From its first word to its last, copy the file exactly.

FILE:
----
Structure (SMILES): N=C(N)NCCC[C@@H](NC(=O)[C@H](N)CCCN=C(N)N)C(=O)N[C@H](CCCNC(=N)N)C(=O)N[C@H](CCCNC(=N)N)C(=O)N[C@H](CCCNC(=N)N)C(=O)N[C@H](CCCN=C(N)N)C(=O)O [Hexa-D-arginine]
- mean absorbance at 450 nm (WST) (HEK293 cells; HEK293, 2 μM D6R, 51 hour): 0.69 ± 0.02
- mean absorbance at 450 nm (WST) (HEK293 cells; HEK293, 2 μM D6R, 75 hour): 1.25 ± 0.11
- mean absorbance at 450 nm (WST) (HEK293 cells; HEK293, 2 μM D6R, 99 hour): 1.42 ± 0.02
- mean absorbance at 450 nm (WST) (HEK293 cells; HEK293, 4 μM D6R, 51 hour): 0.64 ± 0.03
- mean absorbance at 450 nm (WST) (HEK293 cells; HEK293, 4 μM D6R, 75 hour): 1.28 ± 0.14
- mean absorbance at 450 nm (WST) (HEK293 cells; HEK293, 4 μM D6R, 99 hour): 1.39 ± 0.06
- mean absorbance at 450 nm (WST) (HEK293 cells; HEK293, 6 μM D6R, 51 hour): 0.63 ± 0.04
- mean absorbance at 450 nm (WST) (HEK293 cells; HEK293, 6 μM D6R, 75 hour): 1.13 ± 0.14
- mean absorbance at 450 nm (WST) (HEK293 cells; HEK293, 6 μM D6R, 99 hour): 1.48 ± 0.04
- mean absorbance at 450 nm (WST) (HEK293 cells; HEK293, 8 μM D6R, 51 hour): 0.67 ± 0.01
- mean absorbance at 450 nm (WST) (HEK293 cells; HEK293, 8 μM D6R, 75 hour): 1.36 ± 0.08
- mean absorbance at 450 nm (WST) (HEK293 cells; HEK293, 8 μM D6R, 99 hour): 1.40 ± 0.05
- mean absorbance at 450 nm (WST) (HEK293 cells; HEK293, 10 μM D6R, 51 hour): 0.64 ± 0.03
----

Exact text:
Structure (SMILES): N=C(N)NCCC[C@@H](NC(=O)[C@H](N)CCCN=C(N)N)C(=O)N[C@H](CCCNC(=N)N)C(=O)N[C@H](CCCNC(=N)N)C(=O)N[C@H](CCCNC(=N)N)C(=O)N[C@H](CCCN=C(N)N)C(=O)O [Hexa-D-arginine]
- mean absorbance at 450 nm (WST) (HEK293 cells; HEK293, 2 μM D6R, 51 hour): 0.69 ± 0.02
- mean absorbance at 450 nm (WST) (HEK293 cells; HEK293, 2 μM D6R, 75 hour): 1.25 ± 0.11
- mean absorbance at 450 nm (WST) (HEK293 cells; HEK293, 2 μM D6R, 99 hour): 1.42 ± 0.02
- mean absorbance at 450 nm (WST) (HEK293 cells; HEK293, 4 μM D6R, 51 hour): 0.64 ± 0.03
- mean absorbance at 450 nm (WST) (HEK293 cells; HEK293, 4 μM D6R, 75 hour): 1.28 ± 0.14
- mean absorbance at 450 nm (WST) (HEK293 cells; HEK293, 4 μM D6R, 99 hour): 1.39 ± 0.06
- mean absorbance at 450 nm (WST) (HEK293 cells; HEK293, 6 μM D6R, 51 hour): 0.63 ± 0.04
- mean absorbance at 450 nm (WST) (HEK293 cells; HEK293, 6 μM D6R, 75 hour): 1.13 ± 0.14
- mean absorbance at 450 nm (WST) (HEK293 cells; HEK293, 6 μM D6R, 99 hour): 1.48 ± 0.04
- mean absorbance at 450 nm (WST) (HEK293 cells; HEK293, 8 μM D6R, 51 hour): 0.67 ± 0.01
- mean absorbance at 450 nm (WST) (HEK293 cells; HEK293, 8 μM D6R, 75 hour): 1.36 ± 0.08
- mean absorbance at 450 nm (WST) (HEK293 cells; HEK293, 8 μM D6R, 99 hour): 1.40 ± 0.05
- mean absorbance at 450 nm (WST) (HEK293 cells; HEK293, 10 μM D6R, 51 hour): 0.64 ± 0.03